It’s here! Grilling season is dead set upon us and that’s just one reason I’m happy to partner on this post with Cowboy Charcoal, because just like this recipe, Cowboy Charcoal is a classic.
And this garlic burger recipe is one of my all-time, forever favorites, and the favorite of thousands upon thousands who’ve eaten it for themselves. Not cooked by me, but by one of the most classic joints in Salt Lake City, the spot that has held the title of Best Garlic Burger in Utah.
The first time I had this burger was on a date with my then boyfriend, now husband, at Salt Lake City’s notorious The Cotton Bottom Inn. Resting at the base of two ski canyons, this dive bar is THE spot in the city to stop in for a beer and a round of pool or two after skiing one of the Cottonwood Canyons in the winter or to soak up the sun out on the patio after hiking in the spring, summer and fall.
I don’t know if anyone actually comes for the beer, and I highly doubt it’s for the ambiance. No. It’s the garlic burgers they’re known for. They’re legendary. In fact, I don’t think I’ve EVER seen ANYONE order anything else.
And like the success of all legends, their recipe is top secret. But. I’ve cracked the code, and this is it.
Even though I’ve been eating these burgers for years, there was still research to do. My husband and I went on a fact finding lunch (or three) to dissect what the secret is to making these burgers so special and so amazing.
Sure, we asked what the secret is. They won’t tell. That’s okay. I’m Nancy Drew incarnate and I can sniff it out on my own.
After coming home several days in a row with mutually approved garlic breath and satisfyingly stuffed, I felt we’d figured out a few of the secrets.
Step 1: Fire Up the Barbie
After a two full weeks of rain, the sunny skies inspired me to put my theories to the test and break out the good old Weber barbecue to do the job. It was just the inspiration I needed to put my inner barbecue pit master skills to work.
I have to tell you something about Cowboy Charcoal that is so different than the type you might be most familiar with. This charcoal doesn’t come in pillow-shaped briquets that you’re not sure what it’s made of and takes a bunch of lighter fluid to get going. No. This stuff is natural hardwood lump charcoal from a company that’s been around for over 100 years, and you can 100% tell the difference.
The first thing you notice about Cowboy Charcoal is the smoke. It smells positively divine. Like a real barbecue, not lighter fluid and chemicals. The smoke flavor it infuses to the cooking food is spot on. Chicken. Steaks. Chops. And definitely burgers. Like I said, classic.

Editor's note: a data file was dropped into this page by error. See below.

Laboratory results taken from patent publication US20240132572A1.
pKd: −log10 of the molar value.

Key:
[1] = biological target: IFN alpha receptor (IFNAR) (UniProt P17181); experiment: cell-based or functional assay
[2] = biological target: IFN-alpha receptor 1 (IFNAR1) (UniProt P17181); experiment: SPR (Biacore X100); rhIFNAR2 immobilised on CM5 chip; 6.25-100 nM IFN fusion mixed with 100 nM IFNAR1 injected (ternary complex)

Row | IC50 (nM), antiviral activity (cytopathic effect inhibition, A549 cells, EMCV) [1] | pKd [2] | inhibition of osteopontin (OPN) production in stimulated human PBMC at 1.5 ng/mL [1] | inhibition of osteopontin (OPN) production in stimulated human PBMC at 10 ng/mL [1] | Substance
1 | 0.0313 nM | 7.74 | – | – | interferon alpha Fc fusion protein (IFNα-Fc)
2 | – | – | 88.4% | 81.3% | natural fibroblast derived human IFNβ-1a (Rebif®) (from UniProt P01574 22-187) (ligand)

For a gal like me it’s super easy to get my grilling going. I use a lighter chimney with a bit of newspaper in the bottom, then stack the charcoal on top and light it up. It’s truly the easiest way to start a charcoal grill.
Step 2: Own the Q
An important part to remember about grilling is that GIRLS GRILL TOO! In fact, it’s one of my favorite ways to cook. There’s minimal clean up. You get to be outside. It’s so not JUST a boy’s game.
Cowboy Charcoal thinks girls are grillers and pit masters too and is encouraging the ladies to take over the grilling game in the first ever Fire and Ice Women’s Championship Barbecue Series. They’re looking for the best female pit master to barbecue chicken, ribs, pork and brisket and show those boys how it’s done and $15,000 in diamond prizes (oooo, fire + ice!) and the title to boot.
Do you have the Q gene? Get more info about Fire and Ice here.
Step 3: Thinner is Better but More Garlic is Best
One of my theories has been proven true when it comes to building your patties. Thinner patties make better garlic burgers. The patties are simply seasoned with garlic powder, kosher salt and pepper. But because they’re thinner, the seasonings are more pronounced because there isn’t as much area or meatiness to infuse the flavor.
Now, I said they’re simply seasoned, but that does not mean SKIMPILY seasoned. This is a garlic burger. You want to taste the garlic. So be generous. It might seem like you’re adding lot, but once you load on all the toppings, you’ll taste why you didn’t want to be stingy.